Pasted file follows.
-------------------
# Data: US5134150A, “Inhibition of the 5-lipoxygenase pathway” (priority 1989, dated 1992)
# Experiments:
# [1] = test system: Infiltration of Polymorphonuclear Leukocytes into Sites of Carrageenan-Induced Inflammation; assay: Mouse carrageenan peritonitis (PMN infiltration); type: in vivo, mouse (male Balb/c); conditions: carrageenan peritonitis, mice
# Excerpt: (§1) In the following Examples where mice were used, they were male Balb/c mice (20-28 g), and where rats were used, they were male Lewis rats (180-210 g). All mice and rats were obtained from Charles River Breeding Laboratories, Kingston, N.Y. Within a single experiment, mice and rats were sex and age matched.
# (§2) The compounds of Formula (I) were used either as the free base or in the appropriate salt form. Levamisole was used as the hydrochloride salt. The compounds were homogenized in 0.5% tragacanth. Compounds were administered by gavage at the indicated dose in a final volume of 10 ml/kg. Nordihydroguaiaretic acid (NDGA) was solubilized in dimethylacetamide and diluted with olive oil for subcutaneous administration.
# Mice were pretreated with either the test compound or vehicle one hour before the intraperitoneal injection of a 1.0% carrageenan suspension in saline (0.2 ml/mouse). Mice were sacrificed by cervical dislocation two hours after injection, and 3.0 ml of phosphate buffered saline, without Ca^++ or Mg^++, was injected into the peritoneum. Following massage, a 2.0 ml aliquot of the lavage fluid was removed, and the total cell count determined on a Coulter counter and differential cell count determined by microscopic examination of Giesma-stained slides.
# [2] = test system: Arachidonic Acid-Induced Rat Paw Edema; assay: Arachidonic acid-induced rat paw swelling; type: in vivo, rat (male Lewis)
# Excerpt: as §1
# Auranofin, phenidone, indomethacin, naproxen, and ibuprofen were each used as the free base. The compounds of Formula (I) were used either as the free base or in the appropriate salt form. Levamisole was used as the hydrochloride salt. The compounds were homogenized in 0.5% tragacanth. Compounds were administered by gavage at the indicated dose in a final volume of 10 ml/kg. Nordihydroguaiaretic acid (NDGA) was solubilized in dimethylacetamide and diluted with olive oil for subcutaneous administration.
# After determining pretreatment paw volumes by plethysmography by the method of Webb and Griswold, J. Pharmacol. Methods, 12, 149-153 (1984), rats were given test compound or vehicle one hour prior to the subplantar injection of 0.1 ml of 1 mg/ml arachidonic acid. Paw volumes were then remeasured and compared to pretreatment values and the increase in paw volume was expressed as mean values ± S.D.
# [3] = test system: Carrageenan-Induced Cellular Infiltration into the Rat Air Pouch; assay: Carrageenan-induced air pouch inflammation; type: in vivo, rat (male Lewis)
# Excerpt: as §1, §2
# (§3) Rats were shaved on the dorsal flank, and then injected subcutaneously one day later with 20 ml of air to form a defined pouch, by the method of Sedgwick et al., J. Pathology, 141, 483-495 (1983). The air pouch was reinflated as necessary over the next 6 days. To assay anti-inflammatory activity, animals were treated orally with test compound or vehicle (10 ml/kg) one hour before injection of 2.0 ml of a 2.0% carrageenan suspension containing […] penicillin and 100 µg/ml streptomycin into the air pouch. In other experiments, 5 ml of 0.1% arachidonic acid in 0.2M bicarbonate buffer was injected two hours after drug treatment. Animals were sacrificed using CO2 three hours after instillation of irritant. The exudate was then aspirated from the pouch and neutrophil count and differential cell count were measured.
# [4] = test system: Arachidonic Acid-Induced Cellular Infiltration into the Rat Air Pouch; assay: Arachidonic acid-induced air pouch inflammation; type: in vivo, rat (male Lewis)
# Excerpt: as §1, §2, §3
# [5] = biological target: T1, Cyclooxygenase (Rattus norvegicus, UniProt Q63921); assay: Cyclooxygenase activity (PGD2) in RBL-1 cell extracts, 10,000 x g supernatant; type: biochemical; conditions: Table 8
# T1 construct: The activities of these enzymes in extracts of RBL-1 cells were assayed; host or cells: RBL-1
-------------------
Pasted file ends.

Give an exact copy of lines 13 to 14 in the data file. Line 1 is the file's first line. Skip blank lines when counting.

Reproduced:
# (§3) Rats were shaved on the dorsal flank, and then injected subcutaneously one day later with 20 ml of air to form a defined pouch, by the method of Sedgwick et al., J. Pathology, 141, 483-495 (1983). The air pouch was reinflated as necessary over the next 6 days. To assay anti-inflammatory activity, animals were treated orally with test compound or vehicle (10 ml/kg) one hour before injection of 2.0 ml of a 2.0% carrageenan suspension containing […] penicillin and 100 µg/ml streptomycin into the air pouch. In other experiments, 5 ml of 0.1% arachidonic acid in 0.2M bicarbonate buffer was injected two hours after drug treatment. Animals were sacrificed using CO2 three hours after instillation of irritant. The exudate was then aspirated from the pouch and neutrophil count and differential cell count were measured.
# [4] = test system: Arachidonic Acid-Induced Cellular Infiltration into the Rat Air Pouch; assay: Arachidonic acid-induced air pouch inflammation; type: in vivo, rat (male Lewis)